A person reliving the same day over and over again– with such a spectacularly simple yet wildly brilliant idea, Groundhog Day became a cultural phenomenon. Infamously, Danny Rubin, the screenwriter of the 1993 film has said previously that this wasn’t even his best idea at the time, which certainly isn’t bad for a writer who hasn’t coined any other notable works, but has come away with a regularly used expression in the lexicon.
Experiencing an odd boom of late, the premise of the time loop leans in to the basic experiences of life in a capitalist world where, despite each new day, our dreary jobs and lives appear so similar from one day to the next that it seems as if we’re on living on repeat. The Groundhog Day premise, though, injects a little hope into this wintry nihilism by arguing that more can be accomplished, but one must really push themselves (or accept life as it is) in order to get anything to actually ever change. It’s a genius idea, really, and deserves its spot as an oft-quoted de ja vu in our habit-driven lives, though maybe not so much that it’s inspiring a Marlon Wayans movie named Naked or multiple television Christmas-every-day specials. With so many people wanting to get in on the repeated action (and Netflix’s Russian Doll re-mastering it for television), take a look at these movies about being stuck in the same day. See you tomorrow!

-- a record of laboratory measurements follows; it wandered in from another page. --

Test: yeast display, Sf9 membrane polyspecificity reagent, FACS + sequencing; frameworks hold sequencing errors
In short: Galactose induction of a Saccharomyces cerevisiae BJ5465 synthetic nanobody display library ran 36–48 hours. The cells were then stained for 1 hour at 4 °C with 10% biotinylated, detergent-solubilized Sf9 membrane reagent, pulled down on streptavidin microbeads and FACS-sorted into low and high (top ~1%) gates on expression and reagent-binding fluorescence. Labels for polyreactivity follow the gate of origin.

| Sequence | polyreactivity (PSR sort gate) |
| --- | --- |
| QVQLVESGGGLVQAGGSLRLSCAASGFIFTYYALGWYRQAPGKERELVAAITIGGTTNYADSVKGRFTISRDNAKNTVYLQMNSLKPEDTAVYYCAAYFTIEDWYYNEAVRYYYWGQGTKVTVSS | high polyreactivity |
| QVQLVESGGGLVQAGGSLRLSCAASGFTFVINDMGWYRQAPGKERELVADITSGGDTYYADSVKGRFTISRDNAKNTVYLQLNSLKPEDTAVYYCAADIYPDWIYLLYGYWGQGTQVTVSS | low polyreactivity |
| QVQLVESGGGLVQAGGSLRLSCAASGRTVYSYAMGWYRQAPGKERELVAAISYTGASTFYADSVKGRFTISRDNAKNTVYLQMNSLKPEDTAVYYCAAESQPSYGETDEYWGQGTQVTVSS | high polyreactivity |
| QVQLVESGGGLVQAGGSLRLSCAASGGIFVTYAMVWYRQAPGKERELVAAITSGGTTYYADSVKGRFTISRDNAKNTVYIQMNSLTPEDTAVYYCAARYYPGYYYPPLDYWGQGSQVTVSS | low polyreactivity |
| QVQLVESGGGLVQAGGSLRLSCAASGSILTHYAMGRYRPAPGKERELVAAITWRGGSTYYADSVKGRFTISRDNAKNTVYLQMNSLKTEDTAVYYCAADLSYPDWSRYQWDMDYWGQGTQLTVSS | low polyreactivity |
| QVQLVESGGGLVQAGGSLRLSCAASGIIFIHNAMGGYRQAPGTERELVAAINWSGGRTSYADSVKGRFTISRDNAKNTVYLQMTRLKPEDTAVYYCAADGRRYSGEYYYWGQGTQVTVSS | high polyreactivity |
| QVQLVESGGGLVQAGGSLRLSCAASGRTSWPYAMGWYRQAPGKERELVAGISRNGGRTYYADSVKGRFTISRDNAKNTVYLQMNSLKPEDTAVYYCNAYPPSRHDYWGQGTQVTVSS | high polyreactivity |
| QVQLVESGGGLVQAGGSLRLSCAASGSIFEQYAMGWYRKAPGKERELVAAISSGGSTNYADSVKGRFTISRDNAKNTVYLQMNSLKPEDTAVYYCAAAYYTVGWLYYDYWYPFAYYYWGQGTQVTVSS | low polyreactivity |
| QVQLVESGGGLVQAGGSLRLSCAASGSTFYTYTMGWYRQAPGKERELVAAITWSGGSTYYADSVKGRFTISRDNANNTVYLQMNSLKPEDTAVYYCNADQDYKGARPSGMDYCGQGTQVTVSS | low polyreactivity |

7 Happy Death Day (2017)
Alongside its downright awful title, this movie feels like it has two entirely different genres mixed together which never entirely gel. Happy Death Day is an irritating and clunky movie that pitches Scream through the lens of an Instagram filter. It feels constantly off, and not at all at home. With a sincere lack of actual scares and weak motives, by the time our main character actually becomes vaguely likable, we don’t even care any longer if she lives to see tomorrow. Despite an actually funny montage of suicide attempts (which is, of course, blatantly taken from Groundhog Day) set to a peppy Paramore song, Happy Death Day is neither a good comedy nor a good horror film.
6 Source Code (2011)
Actor Jake Gyllenhaal has the incredible ability to flirt between big budget and indie movies whenever it seems good to him. Almost combining the two sensibilities, Source Code is certainly big budget in its technology and production, but with the intimacy and intuitive feel of a very small one. Directed by Duncan Jones (Moon), this film blends Quantum Leap science fiction with a Hitchcockian sense of imminent doom. Follow Gyllenhaal down the twisting tracks as he attempts to find out just who keeps blowing up the darn train. The only downside to this film is that it feels too focused on its science, which would be noble if it didn’t distract from actual character development, with everyone coming off a little two-dimensional.
5 Boss Level (2021)
This is a really fun movie, with such a game cast. It’s sleek, and has a feel being a ‘video game movie,’ despite not being based on any previous piece of work. Frank Grillo (Body Cam, Captain America), always so tremendously hit-and-miss, is the walking stop watch here as he fights his way through a collection of unique and odd mercenaries. Boss Level really gives off the impression of progress, one akin to playing a video game toward its inevitable final boss, as you see the main character learn from the previous scene’s mistakes and apply it to the next. Ignore the half-baked science, and you should have a blast, especially with Mel Gibson surprisingly shining as the baddie.